In any case, with the death certificate in hand — whether local or PSA certified — you can begin to address the tax issues as well as other immediate concerns.

Get BIR form 1904Part 3: BIR 1904

Expenses can be one of the most pressing concerns of a family after a death.

Get BIR form 1904

Expenses can be one of the most pressing concerns of a family after a death.

A family may find that it does not have cash immediately on hand with which to meet the expenses death brings about. The family may find that the cash is locked in the bank account of the deceased.

The new Tax Reform for Acceleration and Inclusion Act (TRAIN) law has partially addressed this problem. Subject to certain conditions and requirements, the law now allows you to access the deceased’s bank accounts even before the settlement of the estate is concluded for up to 1 year after the death.

Access the bank account

You would need to present to the bank the following:

  • The Death Certificate
  • The Estate’s TIN which will be received after filing BIR Form 1904
  • Other documents required by the bank

You’ve already got the death certificate.

Now, we’ll go through what needs to be done to get the Estate’s TIN.

The Estate’s TIN registers the estate as a taxable entity. This will be needed for all financial transactions regarding the estate. It is different from the TIN the deceased used while he was alive.

Getting the Estate’s TIN is a fast and simple process.

Below, we will go through the form and how to fill it up.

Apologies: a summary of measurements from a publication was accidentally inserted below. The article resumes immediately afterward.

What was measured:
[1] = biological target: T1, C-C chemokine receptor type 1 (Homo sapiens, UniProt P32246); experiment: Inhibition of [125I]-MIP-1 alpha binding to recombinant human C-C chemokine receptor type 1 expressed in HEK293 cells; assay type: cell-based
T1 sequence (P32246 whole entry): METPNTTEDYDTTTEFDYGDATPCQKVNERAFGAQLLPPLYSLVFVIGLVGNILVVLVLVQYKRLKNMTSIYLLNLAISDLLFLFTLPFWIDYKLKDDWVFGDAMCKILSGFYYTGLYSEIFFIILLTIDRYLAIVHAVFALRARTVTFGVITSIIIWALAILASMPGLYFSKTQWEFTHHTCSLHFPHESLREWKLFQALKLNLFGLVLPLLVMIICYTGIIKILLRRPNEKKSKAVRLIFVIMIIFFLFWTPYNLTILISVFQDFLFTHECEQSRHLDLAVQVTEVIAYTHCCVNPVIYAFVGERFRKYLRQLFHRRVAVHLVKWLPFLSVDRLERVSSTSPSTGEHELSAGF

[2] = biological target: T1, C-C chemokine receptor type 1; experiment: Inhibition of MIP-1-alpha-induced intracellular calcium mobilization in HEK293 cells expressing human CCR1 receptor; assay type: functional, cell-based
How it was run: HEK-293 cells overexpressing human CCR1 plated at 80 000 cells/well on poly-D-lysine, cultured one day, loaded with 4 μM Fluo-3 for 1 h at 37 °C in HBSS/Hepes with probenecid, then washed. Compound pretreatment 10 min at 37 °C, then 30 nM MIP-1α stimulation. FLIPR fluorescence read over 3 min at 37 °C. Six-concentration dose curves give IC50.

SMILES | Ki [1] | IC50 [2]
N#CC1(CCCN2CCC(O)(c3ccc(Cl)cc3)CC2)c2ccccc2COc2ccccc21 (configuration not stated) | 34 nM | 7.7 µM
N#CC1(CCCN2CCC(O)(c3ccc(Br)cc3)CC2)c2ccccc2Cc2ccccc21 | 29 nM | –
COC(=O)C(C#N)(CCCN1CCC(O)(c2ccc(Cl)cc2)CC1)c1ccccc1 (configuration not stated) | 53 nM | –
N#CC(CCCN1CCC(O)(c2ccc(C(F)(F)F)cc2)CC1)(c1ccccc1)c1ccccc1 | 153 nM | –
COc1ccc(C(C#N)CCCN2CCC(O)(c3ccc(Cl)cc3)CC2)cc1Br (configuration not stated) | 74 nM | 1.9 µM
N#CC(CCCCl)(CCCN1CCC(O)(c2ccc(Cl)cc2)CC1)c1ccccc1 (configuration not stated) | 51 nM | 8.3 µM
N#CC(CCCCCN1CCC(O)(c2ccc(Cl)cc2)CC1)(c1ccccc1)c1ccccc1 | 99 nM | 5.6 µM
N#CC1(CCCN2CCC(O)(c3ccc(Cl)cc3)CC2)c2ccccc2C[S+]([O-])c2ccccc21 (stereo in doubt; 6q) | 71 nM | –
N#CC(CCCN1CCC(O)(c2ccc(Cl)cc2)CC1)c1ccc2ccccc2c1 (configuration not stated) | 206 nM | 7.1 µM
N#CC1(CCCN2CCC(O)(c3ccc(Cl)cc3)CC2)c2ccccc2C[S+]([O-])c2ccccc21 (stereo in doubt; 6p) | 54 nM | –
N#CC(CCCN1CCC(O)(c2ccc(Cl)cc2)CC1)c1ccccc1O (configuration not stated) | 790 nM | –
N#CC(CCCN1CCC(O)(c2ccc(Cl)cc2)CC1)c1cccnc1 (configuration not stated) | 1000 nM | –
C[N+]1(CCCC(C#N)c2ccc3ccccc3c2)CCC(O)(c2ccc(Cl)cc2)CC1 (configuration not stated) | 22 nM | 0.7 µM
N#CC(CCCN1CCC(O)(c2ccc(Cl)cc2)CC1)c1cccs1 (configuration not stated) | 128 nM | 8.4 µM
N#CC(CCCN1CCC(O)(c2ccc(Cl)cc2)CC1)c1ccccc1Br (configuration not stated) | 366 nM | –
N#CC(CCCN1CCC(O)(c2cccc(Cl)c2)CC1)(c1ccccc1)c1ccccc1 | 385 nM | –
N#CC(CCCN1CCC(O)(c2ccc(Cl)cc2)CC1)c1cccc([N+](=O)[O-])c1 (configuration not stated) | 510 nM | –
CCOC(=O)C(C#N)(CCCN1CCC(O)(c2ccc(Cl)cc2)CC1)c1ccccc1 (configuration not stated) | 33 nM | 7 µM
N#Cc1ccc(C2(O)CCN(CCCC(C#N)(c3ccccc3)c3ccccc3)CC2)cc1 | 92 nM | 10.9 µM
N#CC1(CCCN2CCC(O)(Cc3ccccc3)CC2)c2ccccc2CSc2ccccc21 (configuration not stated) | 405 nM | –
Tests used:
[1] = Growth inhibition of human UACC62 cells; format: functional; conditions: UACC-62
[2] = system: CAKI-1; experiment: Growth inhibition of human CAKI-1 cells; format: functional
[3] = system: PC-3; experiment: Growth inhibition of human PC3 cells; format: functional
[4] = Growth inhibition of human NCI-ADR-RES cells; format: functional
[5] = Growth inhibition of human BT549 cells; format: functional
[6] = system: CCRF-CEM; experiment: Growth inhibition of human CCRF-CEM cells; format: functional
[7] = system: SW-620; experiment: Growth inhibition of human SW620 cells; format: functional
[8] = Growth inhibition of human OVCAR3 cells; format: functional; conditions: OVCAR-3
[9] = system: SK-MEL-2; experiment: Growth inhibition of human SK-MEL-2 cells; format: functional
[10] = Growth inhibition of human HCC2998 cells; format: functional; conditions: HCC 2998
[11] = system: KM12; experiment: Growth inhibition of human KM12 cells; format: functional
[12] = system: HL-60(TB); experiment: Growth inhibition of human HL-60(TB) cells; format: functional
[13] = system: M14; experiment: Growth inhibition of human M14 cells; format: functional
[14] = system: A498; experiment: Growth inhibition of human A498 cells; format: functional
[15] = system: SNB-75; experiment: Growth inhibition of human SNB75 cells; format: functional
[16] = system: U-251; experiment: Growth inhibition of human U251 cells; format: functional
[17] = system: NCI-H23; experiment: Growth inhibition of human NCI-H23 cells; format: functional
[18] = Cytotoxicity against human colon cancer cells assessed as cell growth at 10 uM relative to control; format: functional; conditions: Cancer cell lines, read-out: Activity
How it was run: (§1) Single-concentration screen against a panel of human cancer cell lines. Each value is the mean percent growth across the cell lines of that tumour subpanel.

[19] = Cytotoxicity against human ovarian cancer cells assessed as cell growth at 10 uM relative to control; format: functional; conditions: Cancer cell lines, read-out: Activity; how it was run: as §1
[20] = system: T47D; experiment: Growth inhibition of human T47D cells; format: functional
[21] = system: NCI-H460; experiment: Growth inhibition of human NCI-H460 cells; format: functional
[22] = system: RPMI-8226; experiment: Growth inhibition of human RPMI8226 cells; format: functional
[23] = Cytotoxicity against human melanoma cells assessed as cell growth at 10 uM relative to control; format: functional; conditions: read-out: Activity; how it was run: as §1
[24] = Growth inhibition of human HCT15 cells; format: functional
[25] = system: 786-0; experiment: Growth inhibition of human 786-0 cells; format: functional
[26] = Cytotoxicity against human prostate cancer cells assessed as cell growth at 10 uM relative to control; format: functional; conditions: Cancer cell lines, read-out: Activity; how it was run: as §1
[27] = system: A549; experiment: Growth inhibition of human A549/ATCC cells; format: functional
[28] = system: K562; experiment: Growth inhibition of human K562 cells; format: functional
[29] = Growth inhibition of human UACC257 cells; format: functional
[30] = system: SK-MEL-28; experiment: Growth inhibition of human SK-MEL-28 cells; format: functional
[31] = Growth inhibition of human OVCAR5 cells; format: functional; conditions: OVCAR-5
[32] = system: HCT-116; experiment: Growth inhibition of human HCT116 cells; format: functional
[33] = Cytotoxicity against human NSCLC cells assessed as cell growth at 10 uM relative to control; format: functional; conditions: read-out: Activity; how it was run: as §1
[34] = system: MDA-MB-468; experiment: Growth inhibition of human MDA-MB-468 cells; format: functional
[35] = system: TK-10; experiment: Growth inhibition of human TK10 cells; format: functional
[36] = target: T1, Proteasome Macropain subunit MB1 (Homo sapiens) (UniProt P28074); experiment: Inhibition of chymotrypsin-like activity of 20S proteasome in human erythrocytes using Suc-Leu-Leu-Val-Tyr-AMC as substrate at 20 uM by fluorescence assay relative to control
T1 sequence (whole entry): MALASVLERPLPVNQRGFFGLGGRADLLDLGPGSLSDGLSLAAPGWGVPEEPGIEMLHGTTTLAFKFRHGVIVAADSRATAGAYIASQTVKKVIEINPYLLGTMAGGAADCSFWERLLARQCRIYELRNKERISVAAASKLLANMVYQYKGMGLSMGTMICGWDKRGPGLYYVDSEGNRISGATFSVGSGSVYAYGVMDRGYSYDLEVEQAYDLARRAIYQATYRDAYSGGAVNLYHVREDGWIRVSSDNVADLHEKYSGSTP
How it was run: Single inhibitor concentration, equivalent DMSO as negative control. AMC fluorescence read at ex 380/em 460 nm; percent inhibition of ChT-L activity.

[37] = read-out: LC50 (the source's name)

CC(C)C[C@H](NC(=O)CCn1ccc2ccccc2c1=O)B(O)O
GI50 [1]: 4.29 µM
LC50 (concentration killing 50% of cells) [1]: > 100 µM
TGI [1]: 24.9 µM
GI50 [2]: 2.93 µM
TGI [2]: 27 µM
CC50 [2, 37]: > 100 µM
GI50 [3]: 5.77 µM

You can get Form 1904 from the BIR’s website.

I’ve split the form into 2 parts so that we can go through it easily.

BIR 1904 - Part 1

BIR 1904 Form – Part 1

Let’s go through some of the fields for the first part:

  • Taxpayer Type should be One-Time Taxpayer.
  • Classification should be Non-Individual here.
  • Write “Estate of [Name of the Deceased]” for the taxpayer’s name
  • Date of Birth should be the Date of the Death as it appears on the death certificate
  • I think that sex, civil status, spousal information and telephone number are pretty clear.
BIR 1904 - Part 2

BIR 1904 Form – Part 2

Almost there!

We’ll go through some of the other fields for the rest.

  • Local Address and its corresponding telephone number should be the address as it appears on the death certificate
  • One Time Transactions should be Transfer of Properties by Succession
  • Tax Type should be Estate Tax

You’ll also need to submit the Death Certificate with this form.

You then submit the form at the BIR Regional District Office (RDO) where the deceased lived. You shouldn’t submit at any other location.

You can then withdraw from banks with the estate TIN up to 1 year after the death, although this is subject to 6% withholding.

Call the Bank

This change due to the TRAIN law is new. As a result, some banks are not yet entirely updated regarding this. You’ll have to coordinate with them and explain.

This is a good time to talk about taxable and non-taxable estates.

Estates whose valuation exceeds certain thresholds are taxable. On the other hand, estates fall below these thresholds will not be subject to estate tax.

This is important because the non-taxable estate would not be subject to the 6% withholding tax.

You would have to calculate the total estate to find out. Then you will have to pay the estate tax. At this point, you can withdraw without the 6%.

Calculating and paying the estate tax would take time however so this might not be a route for you if the family needs the locked cash immediately

Determine Estate DocumentsPart 4: Estate Documents

You and your co-heirs will need to determine the scope of the estate.

As an heir to the estate, you might want to transfer or sell your inherited assets. But what are the assets? What else is the estate composed of?

You and your co-heirs will need to determine the scope of the estate.

Estate Graph

What are the estate’s assets?

They can be: